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Choice of styles

What kind of chooser am I? Everyone has their own way of making certain choices.

Some people make their choices on the basis of their feelings, while others rely more on facts. There is no 'best' way, one suits you better than the other. Yet it can't do any harm to approach making a choice in a different way. Therefore it is useful if you know what choice styles there are. Look at the different styles and then do the corresponding exercise to see how and which choice style you can use.

Do you recognise your own choice style?

I choose sensibly and logically
As a logical-rational chooser the emphasis lies on logical arguments when making a decision. You have to plan your choice well, collect arguments and see what seems most logical.

Pitfall
Decisions can become impersonal, as if it were a simple calculation and you no longer have any feeling for what you are choosing. There is also the danger of endlessly gathering information and continuing to weigh things up.

Challenge
Make more room for emotional arguments and subjective experiences of what you like or want, whether this is sensible or not.

I choose based on my feelings
Emotional choosers listen mainly to their hearts and their own feelings when making decisions. What feels good and what makes your stomach hurt?

Pitfall
Deciding based on feelings is that emotions are quite changeable. Emotional choosers are therefore often rather fickle and their choices seem to follow the whims of their changeable emotional moods.

Challenge
To rely more on objective information and arguments for and against a decision.

I choose what comes first
For impulsive choosers, choosing often does not seem so difficult at all. They just do what comes first or spontaneously seems best. Why do it the hard way if you can do it the easy way? Besides, isn't the first impression usually the most valuable or reliable?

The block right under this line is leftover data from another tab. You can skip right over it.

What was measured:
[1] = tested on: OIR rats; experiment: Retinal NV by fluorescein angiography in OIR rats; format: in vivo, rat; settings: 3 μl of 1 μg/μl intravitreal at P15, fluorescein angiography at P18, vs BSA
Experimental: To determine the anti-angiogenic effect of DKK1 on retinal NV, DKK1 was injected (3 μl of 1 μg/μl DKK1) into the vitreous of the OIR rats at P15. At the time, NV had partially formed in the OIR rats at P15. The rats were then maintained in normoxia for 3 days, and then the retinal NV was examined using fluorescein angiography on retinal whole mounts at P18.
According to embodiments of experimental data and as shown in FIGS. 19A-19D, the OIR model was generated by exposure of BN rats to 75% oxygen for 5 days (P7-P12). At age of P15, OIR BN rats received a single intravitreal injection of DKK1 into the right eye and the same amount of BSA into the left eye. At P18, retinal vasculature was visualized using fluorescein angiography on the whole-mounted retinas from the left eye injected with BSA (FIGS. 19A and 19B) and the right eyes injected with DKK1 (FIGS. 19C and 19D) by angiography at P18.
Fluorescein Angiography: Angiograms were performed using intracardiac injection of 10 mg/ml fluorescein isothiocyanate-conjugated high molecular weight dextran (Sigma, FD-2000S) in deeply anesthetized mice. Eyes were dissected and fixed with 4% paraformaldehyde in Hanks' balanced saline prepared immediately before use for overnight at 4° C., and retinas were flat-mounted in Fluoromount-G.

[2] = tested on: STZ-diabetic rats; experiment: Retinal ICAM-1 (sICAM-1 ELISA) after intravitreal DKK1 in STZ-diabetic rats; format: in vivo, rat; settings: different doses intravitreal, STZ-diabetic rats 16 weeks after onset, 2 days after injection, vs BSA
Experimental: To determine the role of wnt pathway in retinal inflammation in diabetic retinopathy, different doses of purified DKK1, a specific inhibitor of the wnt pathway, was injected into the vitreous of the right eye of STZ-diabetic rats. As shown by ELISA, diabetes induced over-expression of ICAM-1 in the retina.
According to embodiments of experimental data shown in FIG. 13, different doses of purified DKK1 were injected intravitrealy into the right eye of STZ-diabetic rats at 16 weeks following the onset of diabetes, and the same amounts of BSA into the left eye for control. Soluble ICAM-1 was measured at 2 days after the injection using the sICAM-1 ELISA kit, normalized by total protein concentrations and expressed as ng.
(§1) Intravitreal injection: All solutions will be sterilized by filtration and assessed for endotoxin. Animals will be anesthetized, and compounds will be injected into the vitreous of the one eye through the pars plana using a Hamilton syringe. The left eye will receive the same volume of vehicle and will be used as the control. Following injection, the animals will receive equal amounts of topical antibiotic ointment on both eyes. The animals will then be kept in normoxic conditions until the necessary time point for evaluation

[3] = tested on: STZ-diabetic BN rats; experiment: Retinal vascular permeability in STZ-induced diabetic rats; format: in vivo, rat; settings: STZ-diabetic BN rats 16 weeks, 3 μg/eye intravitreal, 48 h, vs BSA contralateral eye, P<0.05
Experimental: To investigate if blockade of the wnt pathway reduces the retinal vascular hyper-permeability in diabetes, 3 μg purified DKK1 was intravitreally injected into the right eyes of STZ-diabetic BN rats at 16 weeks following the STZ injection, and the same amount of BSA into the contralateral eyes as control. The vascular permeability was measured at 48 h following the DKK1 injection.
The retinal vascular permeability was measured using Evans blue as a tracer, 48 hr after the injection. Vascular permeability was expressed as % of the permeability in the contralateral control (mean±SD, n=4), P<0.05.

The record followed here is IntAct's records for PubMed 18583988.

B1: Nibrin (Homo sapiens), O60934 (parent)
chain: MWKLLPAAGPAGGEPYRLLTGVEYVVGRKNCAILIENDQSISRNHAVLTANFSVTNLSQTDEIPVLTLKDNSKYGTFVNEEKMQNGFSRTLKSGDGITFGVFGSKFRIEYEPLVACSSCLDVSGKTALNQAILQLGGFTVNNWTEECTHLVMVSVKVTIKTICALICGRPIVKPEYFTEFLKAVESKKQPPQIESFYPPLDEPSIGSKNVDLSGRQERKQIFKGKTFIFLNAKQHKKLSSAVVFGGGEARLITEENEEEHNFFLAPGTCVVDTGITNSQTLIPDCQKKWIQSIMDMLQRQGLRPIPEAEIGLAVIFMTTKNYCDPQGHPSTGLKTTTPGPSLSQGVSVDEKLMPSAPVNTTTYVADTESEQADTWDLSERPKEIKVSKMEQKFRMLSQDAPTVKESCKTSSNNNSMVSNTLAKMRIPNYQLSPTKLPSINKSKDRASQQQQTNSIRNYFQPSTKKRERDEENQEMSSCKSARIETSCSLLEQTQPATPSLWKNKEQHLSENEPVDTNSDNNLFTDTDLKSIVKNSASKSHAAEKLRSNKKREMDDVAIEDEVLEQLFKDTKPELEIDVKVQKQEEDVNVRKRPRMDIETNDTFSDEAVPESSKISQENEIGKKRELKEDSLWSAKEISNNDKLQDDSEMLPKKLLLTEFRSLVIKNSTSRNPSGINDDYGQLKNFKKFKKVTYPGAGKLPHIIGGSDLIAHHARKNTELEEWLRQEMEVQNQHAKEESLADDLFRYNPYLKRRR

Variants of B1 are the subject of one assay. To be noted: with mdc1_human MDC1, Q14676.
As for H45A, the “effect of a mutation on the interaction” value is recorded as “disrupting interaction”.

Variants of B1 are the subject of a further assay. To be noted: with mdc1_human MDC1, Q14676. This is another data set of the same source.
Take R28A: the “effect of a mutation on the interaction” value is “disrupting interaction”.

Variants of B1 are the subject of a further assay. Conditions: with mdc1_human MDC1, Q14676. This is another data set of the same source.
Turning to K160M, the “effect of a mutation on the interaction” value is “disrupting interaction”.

Pitfall
Impulsive choosers take too little time to think the situation through. They then act too quickly and later do not remember why they made the choice in the first place.

Challenge
To learn to take more time and supplement the initial impulse with a more thoughtful consideration of the situation.

I choose the safe over the uncertain
The procrastinating voter chooses the sure over the uncertain. You can always get new information and why decide if you don't have to do it right away?

Pitfall
Procrastination is a recipe for disaster. Pondering and weighing up and waiting can become an endless process.

Challenge
Having the guts to cut the Gordian knot, even if you're not sure about everything yet. Sometimes it is better to make a decisive choice than to do nothing at all.

I know exactly what I want
There are also people who always seem to be able to choose very confidently and with conviction. Stubborn voters know exactly what they want and will not be swayed by anything or anyone.

Pitfall
Stubborn choosers can come across as very dominant and seem to have little interest in what other people think. This can lead them to disregard valuable insights from fellow students, teachers and parents.

Challenge
Open yourself up more to the ideas, reactions and thoughts of others, so that you can get a more complete picture of yourself and your (study) choice.

I choose what the rest want
The compliant voter easily adapts to what the group or others want. His own opinion does not count so much. By making choices in this way, you will experience few conflicts and avoid falling outside the group.

Pitfall
You become opinionated and at some point no longer know what you want. For instance, you go with a friend to an information day on Earth sciences and think: 'That sounds like something I'd like to do', without getting further in-depth knowledge.

Challenge
Stand up more for your own opinions and wishes, and admit your own colours. Perhaps sometimes make more obstinate choices.

I choose on the basis of intuition
Intuition is difficult to describe. It is usually used to describe a deeper, 'certain knowledge'. Intuition can be an inspiration that comes to you when you have left a (choice) question unanswered for a few days. All our previous experiences and knowledge are stored in the unconscious. The unconscious mind can process two hundred thousand times more information than the conscious mind and therefore has much more information on the basis of which a decision can be taken.

Pitfall
Thinking that your subconscious will do the work, and therefore not making any efforts to come to a good (study) choice.

Challenge
It's certainly good to follow your intuition when you have a choice question, but first take a step back and collect the information you need.


Exercise: My choice style
Have you read through all the styles? Then fill in the following questions to find out which choice style you naturally prefer and which other style could help you with your choice of study.

  • Which style(s) of choice do you usually use?
  • Which style would you like to use more?
  • What do you need to be able to use the style mentioned under 2 more often?
  • What are you going to do to use the style mentioned under 2 more often? (Mention concrete actions!)